Wage fight: The National Employment Law Project and the Center for American Progress have scheduled a Tuesday event to talk up an increase in the minimum wage as both good politics (polls well) and good policy (increases income in even sluggish economies, without eating into job creation.).

Groups like the Employment Policies Institute, however, remain unconvinced by the data touted by the groups. “Their results should be discarded in favor of more credible evidence that’s been built up over decades of economic research,” EPI said in a recent policy paper. 

Economic indicators:

— The Federal Reserve is set to release figures on consumer credit on Tuesday. 


Freshmen demand Obama plan: House freshmen sent a letter Monday to President Obama demanding he come up with a plan that tackles the deficit and reforms entitlements in the context of raising the nation’s debt limit. 

The letter was signed by 78 House Republican freshmen and comes days after Treasury Secretary Timothy Geithner met with freshmen to impress upon them the need to raise the debt ceiling by Aug. 2. 

“As members of Congress who are casting their first votes on the creditworthiness of the United States, we are writing to seek your support in addressing the unsustainable and historically high debt that our nation faces,” the letter states. “It is vital that for serious negotiations to take place your administration must put forward a plan that addresses entitlement reform, including Medicare. We cannot have honest and forthright negotiations without such a plan.”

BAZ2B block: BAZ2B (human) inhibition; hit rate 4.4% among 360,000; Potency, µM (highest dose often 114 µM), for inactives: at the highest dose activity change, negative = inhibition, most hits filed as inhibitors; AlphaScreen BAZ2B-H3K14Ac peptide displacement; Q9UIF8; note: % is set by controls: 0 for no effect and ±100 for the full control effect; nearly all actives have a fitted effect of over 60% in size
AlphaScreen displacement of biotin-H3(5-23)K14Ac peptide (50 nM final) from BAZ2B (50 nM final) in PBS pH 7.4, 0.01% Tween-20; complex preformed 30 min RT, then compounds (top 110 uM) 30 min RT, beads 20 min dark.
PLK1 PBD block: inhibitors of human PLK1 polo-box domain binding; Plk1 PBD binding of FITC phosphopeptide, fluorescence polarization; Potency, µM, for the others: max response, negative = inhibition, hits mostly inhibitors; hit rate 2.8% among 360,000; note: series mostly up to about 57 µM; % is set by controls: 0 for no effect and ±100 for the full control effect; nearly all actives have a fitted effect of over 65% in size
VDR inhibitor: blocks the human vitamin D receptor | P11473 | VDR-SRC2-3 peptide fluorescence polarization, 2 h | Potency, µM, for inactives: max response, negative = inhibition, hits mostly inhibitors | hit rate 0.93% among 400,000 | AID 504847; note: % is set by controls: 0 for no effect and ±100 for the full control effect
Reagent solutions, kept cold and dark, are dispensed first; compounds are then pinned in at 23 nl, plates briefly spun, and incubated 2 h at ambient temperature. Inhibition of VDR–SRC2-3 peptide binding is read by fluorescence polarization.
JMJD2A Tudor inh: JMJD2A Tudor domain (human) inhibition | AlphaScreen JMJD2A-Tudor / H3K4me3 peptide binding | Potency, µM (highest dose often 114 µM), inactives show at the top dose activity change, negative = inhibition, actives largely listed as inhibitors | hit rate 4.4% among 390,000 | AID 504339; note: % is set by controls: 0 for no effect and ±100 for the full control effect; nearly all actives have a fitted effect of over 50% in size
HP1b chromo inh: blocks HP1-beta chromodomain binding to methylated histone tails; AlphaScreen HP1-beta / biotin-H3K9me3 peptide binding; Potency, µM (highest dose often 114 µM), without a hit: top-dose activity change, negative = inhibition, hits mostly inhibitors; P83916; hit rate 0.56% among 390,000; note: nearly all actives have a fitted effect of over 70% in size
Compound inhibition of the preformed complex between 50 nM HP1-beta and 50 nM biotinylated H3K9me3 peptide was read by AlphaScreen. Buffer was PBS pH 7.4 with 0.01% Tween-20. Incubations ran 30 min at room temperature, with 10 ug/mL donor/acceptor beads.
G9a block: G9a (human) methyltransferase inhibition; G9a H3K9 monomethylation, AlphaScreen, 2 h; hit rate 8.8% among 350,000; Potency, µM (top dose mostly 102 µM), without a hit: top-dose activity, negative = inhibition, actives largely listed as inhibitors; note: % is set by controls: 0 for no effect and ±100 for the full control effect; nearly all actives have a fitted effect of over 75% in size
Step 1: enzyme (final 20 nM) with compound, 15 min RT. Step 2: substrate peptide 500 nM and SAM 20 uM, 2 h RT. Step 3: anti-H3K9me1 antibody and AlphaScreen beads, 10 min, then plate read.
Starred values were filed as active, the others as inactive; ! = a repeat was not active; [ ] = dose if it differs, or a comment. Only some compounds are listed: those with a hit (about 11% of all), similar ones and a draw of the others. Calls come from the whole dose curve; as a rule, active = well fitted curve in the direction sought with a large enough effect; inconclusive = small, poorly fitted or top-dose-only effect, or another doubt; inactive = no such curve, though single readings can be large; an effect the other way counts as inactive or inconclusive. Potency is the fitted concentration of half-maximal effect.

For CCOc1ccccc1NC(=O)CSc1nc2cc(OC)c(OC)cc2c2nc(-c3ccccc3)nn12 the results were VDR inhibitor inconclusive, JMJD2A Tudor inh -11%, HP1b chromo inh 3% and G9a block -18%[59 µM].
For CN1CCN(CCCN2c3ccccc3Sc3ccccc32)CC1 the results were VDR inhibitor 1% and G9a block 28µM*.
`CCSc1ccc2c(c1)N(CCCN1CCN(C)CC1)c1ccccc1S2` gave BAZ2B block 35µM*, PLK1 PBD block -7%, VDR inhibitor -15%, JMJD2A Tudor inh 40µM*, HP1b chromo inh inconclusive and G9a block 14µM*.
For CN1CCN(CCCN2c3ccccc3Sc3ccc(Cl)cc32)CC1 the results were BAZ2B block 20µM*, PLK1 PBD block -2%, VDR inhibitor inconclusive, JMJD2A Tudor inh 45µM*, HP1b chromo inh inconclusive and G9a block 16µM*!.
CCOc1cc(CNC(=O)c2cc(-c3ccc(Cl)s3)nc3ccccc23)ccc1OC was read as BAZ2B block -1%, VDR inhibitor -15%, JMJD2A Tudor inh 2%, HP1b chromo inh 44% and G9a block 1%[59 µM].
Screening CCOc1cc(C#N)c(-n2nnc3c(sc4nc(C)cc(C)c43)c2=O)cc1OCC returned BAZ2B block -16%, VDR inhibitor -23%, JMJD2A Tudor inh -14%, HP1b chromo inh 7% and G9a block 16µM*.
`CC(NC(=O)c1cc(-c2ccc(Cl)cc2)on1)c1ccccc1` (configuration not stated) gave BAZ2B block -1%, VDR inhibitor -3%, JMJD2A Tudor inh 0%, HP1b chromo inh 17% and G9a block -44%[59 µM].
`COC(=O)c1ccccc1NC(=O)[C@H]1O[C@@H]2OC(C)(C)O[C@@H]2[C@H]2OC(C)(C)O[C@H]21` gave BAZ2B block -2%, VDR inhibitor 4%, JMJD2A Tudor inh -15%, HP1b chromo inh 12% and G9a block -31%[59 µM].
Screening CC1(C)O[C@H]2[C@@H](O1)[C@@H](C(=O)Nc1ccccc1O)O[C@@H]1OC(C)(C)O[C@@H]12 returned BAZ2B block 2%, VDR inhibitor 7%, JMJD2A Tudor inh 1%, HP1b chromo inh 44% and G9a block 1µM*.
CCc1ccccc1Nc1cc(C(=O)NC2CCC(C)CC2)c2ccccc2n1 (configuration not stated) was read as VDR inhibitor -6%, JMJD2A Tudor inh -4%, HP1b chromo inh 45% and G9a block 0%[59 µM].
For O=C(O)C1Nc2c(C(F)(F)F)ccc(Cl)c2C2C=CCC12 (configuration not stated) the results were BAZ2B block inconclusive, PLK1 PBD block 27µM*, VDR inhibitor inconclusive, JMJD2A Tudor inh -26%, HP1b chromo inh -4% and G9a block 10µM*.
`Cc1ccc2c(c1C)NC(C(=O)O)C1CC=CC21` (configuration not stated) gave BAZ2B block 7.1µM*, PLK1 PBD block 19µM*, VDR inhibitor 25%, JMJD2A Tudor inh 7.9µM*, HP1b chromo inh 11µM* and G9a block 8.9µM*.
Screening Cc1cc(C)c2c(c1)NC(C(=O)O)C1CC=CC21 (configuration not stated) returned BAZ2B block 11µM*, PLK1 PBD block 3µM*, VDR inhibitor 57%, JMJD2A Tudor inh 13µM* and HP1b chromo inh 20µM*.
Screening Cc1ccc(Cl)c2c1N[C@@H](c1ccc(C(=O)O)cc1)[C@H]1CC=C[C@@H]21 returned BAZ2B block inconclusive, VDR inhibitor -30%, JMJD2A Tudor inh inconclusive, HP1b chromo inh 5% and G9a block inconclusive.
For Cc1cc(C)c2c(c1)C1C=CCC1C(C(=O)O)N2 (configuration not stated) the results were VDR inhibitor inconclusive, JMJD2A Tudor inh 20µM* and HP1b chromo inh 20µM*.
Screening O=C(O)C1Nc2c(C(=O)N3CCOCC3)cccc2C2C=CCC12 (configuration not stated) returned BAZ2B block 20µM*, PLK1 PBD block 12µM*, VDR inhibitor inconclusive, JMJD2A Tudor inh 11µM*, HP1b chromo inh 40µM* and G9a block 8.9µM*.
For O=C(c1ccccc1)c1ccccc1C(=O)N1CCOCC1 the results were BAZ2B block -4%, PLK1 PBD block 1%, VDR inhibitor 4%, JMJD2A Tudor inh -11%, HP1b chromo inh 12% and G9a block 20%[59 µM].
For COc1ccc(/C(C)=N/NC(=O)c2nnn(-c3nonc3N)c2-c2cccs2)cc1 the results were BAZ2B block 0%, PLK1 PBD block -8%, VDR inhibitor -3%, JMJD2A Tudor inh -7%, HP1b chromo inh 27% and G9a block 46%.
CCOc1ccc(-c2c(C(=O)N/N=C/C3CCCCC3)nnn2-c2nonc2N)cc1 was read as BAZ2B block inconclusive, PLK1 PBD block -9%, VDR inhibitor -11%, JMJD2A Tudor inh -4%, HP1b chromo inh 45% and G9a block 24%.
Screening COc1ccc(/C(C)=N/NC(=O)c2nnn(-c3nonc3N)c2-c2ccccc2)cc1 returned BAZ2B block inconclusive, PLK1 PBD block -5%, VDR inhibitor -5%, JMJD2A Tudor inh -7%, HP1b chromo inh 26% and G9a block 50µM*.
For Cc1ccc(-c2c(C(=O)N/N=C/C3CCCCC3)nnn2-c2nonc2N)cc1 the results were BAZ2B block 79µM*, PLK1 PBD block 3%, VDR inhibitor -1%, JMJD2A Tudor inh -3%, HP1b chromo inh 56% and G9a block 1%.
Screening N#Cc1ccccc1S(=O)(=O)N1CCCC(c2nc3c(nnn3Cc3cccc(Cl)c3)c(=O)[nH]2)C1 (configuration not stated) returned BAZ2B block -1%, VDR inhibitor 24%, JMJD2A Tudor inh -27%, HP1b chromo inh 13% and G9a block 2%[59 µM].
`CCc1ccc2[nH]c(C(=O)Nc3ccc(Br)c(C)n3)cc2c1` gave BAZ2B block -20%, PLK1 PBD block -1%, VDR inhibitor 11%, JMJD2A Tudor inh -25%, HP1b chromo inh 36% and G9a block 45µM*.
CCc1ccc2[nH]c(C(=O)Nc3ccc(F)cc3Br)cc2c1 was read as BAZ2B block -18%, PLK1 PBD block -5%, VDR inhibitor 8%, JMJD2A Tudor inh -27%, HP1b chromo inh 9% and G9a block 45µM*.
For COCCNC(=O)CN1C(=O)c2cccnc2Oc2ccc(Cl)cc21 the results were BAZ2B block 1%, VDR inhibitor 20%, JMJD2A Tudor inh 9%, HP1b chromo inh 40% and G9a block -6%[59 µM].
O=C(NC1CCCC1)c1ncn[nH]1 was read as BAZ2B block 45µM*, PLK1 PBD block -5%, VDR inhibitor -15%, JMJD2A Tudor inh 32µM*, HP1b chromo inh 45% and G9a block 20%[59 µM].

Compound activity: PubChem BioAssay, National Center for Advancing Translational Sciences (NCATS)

Democrats have been blasting the GOP for endorsing a House-passed budget that transforms Medicare into a type of voucher system. House Democrats have said they will not support cuts to Medicare this year.

Have you seen my briefing?: The Hill’s Sam Youngman reports that the president’s daily economic briefing has gone the way of the dodo bird. (In other words, it's extinct.)

Obama still gets an economic rundown on paper every day, as well as daily documents from the National Economic Council. 

Tax reform? Don’t hold your breath: Manal Corwin, Treasury’s deputy assistant secretary for international tax affairs, said Monday that administration is still working on its plan for revamping the corporate tax code, Bloomberg reports. 


— Senate Dems to Biden: Nix Medicare from debt ceiling talks.

— Republican Study Committee to BoehnerJohn Andrew BoehnerFreedom Caucus bruised but unbowed in GOP primary fights GOP revolts multiply against retiring Ryan Can Jim Jordan become top House Republican? MORE, Cantor: Definitely do not nix enforceable spending caps from debt-ceiling talks.

— Peter Diamond bows out; Democrats rip Republicans for blocking him. 

— Timothy Geithner: U.S., world needs tighter financial regulations.

— GOP springs to action: Treasury says debt bigger than economy this year.

— S&P 500 expected to shell out more in taxes this year.

— House Oversight Republicans want to roll back government workforce. 

— And a former Bernie Madoff employee pleads guilty.